Monday, October 19th,2015 firstname.lastname@example.org
The foremost economic policy think-thank group, the Nigerian Economic Summit Group(NESG) reached a landmark in its role at coordinating strategic discussions between the public and private sector, towards policy roadmaps.
It achieved 2 decades and a year in consistently pushing for remarkable reforms that has opened up the socio-economic space.
To mark its 21st edition, the NESG focused on the theme ‘Tough Choices: Achieving competitiveness through inclusive growth & sustainability’, which was coming at a challenging time in Nigeria’s political-economic sphere as it grapples with high inflation(9.4%), tight interest rate (13%), and a slow GDP growth index(2.35%).
This have all come with the decline in the international crude oil price which is pegged at $48.67, adversely affecting the revenue of the Federal, State and Local governments.
In summary, it leaves the government voted on the populist mandate of change, with no other choice but to take tough decisions.
Understanding this the NESG hosted the summit for three days(October 13th-15th), and according to the Chairman Mr Kyari Bukar, was going to be a departure from the usual sector-focused structure.
It brought together policy makers, economists, bankers, corporate leaders, investors, financial analysts and other critical stakeholders in the economy.
From the just concluded summit, we bring from the roundtable with the Vice-President on Reforming Public Institutions’ 7 takeaways that should inform how public policies will shape the economy in the future.
1.Concept of Zero-Sum Budgeting
In his keynote on ‘reforming the public institutions to guarantee competitiveness’ amidst the tough choices ahead Vice-President Prof Yemi Osinbajo hinted stakeholders of the intention of the government to adopt the ‘Zero-sum’ budgeting, which he believed will shape the operations of the Ministries and Departmental Agencies. Osinbajo also noted that this will increase transparency and accountability in the government.
Zero-sum budget means starting from the scratch in the area of accounting for expenditure, to justify new allocation, and this process will transform the landscape of public finance in Nigeria, indicating a no-longer-business as usual approach .
2.The Georgian Model
Former Prime Minister of Georgia Mr Nika Gilauri, who was the keynote speaker at the #NES21 shared the story of how his country was able to transform a static public service, to a viable one. The key processes and strategies deployed include the following; restructuring that led to function-based MDAs, ensuring that allocation to ministries, were based on clearly articulating objectives, improving the salary structure, simplifying processes in the civil service, introduction of performance bonus to incentivize the civil servants and strong punitive measures for corruption.
3. Restructuring the Civil service
At the roundtable panel session with the Vice-President, former federal Minister Dr Obiageli Ezekwesili harped on the need for top-level political commitment, sanctions & preventive measures for corrupt practices which will guarantee transparency.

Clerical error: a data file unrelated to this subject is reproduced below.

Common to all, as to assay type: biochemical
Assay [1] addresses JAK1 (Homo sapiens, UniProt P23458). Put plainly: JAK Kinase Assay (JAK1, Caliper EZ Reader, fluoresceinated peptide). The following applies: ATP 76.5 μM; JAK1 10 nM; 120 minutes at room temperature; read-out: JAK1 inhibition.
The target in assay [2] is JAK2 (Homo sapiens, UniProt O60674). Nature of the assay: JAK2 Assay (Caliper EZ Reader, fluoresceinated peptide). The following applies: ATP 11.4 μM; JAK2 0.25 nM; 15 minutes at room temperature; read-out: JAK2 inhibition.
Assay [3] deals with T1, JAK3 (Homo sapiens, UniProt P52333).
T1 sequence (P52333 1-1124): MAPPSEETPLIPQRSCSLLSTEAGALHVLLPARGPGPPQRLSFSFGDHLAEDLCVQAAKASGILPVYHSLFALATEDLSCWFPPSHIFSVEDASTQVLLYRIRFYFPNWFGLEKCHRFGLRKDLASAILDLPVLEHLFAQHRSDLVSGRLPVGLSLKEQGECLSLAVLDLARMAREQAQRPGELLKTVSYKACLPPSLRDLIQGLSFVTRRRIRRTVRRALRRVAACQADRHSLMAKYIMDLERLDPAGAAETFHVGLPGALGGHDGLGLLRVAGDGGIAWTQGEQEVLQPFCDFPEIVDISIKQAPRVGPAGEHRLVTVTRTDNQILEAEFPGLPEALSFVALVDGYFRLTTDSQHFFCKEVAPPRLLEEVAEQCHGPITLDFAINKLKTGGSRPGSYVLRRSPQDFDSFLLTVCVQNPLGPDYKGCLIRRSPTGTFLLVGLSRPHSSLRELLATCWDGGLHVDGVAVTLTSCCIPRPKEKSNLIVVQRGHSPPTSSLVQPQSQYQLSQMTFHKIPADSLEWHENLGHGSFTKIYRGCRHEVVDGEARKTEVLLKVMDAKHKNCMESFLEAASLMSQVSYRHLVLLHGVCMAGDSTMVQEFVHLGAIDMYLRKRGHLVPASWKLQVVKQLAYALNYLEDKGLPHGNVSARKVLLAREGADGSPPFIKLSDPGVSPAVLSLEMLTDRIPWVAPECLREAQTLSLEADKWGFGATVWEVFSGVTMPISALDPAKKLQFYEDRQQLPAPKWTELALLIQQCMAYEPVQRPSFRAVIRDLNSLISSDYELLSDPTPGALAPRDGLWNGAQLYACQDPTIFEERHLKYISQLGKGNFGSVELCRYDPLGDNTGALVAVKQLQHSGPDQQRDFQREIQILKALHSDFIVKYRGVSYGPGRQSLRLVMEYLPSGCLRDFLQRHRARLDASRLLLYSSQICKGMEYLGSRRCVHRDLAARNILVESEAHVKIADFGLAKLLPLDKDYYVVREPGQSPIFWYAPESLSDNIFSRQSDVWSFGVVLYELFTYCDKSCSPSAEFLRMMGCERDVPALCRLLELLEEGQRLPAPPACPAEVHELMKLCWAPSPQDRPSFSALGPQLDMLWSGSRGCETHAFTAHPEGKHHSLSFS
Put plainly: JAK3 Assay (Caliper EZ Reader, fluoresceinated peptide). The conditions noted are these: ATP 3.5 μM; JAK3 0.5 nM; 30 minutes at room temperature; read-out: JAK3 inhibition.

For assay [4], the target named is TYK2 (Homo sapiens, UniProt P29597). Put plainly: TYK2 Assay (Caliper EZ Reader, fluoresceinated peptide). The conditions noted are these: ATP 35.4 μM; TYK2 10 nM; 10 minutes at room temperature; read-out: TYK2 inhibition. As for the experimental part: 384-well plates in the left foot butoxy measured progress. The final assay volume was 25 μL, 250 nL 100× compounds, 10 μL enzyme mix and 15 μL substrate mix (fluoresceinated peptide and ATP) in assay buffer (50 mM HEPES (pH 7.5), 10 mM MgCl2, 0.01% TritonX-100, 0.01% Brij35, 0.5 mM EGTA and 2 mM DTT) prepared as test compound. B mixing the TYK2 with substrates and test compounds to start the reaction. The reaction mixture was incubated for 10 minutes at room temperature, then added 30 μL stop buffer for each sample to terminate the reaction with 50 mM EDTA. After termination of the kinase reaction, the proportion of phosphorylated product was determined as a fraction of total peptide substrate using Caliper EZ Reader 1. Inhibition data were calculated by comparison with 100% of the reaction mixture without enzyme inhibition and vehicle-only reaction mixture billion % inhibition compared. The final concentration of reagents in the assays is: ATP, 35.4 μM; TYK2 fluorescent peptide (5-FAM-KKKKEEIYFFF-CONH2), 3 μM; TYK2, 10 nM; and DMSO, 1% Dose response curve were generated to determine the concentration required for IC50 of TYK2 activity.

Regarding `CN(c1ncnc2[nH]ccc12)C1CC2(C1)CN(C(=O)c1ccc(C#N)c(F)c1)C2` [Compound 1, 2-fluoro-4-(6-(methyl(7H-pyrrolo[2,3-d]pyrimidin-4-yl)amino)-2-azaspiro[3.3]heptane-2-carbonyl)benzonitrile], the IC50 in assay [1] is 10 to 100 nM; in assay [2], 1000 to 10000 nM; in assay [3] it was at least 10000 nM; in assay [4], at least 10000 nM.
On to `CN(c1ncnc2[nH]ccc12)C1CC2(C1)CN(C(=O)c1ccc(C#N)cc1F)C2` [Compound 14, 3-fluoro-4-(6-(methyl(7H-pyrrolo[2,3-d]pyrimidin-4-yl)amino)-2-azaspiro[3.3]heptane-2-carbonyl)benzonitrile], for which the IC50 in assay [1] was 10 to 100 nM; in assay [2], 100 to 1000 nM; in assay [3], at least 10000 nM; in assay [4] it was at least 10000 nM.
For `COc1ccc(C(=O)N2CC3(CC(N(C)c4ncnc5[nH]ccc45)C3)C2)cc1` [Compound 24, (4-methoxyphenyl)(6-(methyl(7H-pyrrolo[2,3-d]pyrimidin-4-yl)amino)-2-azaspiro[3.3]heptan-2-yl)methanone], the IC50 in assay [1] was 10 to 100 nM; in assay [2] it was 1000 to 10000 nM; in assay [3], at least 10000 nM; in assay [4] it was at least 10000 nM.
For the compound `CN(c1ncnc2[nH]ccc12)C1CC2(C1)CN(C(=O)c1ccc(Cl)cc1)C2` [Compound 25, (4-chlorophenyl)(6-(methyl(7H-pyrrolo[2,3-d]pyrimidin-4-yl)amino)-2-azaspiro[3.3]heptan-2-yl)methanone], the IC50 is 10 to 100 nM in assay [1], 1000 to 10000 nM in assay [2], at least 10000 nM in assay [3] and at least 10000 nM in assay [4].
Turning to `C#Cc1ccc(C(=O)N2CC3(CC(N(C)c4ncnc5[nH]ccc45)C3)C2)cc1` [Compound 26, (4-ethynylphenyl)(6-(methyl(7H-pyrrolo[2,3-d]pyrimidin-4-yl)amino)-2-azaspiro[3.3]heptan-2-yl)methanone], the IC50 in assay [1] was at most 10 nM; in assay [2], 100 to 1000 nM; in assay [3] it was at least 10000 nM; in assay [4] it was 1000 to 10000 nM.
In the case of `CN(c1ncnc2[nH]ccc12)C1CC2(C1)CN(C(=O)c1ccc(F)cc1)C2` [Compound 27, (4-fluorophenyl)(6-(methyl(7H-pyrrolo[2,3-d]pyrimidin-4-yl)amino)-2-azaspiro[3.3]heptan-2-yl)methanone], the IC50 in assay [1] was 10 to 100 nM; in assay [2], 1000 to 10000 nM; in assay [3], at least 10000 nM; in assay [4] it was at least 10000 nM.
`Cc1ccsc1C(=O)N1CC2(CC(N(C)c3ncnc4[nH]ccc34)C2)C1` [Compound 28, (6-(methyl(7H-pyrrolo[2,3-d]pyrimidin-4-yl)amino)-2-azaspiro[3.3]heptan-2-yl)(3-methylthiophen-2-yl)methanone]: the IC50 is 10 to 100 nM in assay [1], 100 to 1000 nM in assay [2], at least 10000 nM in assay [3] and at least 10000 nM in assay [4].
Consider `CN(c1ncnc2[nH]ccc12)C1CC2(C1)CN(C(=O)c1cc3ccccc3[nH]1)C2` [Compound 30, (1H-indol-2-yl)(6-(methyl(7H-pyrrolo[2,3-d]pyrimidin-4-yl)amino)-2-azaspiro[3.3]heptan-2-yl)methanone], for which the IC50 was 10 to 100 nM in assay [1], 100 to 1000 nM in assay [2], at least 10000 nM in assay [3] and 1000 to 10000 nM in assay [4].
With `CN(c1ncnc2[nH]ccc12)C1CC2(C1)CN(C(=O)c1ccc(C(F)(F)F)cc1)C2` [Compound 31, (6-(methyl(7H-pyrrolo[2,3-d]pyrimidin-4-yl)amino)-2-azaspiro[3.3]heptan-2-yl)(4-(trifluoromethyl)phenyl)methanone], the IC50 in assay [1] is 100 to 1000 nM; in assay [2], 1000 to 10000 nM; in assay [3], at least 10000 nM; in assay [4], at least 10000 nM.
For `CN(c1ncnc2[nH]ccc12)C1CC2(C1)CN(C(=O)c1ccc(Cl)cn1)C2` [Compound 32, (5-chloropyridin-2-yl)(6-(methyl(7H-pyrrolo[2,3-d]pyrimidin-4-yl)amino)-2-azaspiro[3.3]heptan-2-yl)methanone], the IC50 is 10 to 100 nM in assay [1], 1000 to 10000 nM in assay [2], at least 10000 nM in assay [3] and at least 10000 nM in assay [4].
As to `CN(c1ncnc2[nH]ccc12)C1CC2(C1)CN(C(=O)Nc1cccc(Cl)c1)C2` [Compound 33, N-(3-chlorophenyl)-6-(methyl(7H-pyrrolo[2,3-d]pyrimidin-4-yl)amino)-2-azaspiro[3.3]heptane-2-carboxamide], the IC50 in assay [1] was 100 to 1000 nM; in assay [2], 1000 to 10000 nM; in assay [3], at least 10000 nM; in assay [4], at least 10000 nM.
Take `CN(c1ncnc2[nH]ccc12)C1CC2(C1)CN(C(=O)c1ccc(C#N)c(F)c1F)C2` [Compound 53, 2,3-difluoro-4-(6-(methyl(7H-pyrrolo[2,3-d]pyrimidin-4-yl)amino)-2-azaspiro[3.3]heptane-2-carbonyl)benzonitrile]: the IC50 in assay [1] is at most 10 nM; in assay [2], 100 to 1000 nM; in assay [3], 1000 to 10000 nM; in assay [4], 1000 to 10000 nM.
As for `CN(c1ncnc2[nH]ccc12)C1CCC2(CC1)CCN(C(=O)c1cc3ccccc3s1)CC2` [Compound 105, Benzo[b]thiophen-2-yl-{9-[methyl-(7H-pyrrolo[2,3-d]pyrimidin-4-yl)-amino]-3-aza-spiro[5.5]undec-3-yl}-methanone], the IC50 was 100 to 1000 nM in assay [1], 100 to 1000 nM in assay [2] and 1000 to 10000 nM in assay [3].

4. Human Capacity development
Vice-President Prof Yemi Osinbajo and Head of Service Alh Kifasi both affirmed that one of the key focus of the public sector reforms, will be human capacity development. They both believe this will drive efficieny, resourcefulness and a fully equipped civil service ready to serve the nation.
5.Reviewing the Operator/Regulator mode
Mr Konyinsola Ajayi (SAN) one of Nigeria’s notable lawyers was tactical in his intervention at the roundtable with the Vice-President. He called for a review of MDAs that play the operator/regulator role, which according to him needs to be changed.
6.Private sector engagement is key
For the President of the National Chamber of Commerce Indstries,Mines and Agriculture (NACCIMA) Mr Bassey Edem the government needs to carry the private sector along in its budgeting process and other critical policies. Edem said it was important also for the government to be continously carry out reforms, but with the input of the Organized Private Sector.
7.PPP is vital
Vice-President Yemi Osinbajo and Dr Obiageli Ezekwezili alluded to the fact that a public-private sector collaboration is vital for achieving wider reforms that will transform the economy.
This will demand that even as the public sector is going through the required reforms, the private sector must support every policy thrust that is geared towards guaranteeing accountability and transparency.
The public sector in every nation, plays a key role in ensuring the policy framework of government is implemented seamlessly, with a rich and incisive discourse on reforming the public institutions to achieve competitveness; Nigeria can experience transformation with strong political will.
In the words of Mr Nika Gilauri former PM of Georgia, ‘ If Georgia with all its challenges, could achieve transformation of its institutions through painstaking reforms,Nigeria can do same with focus and commitment’.
Indeed, the road to economic sustainability, is not an easy path but a resolute government ready to make tough choices, will definitely get there.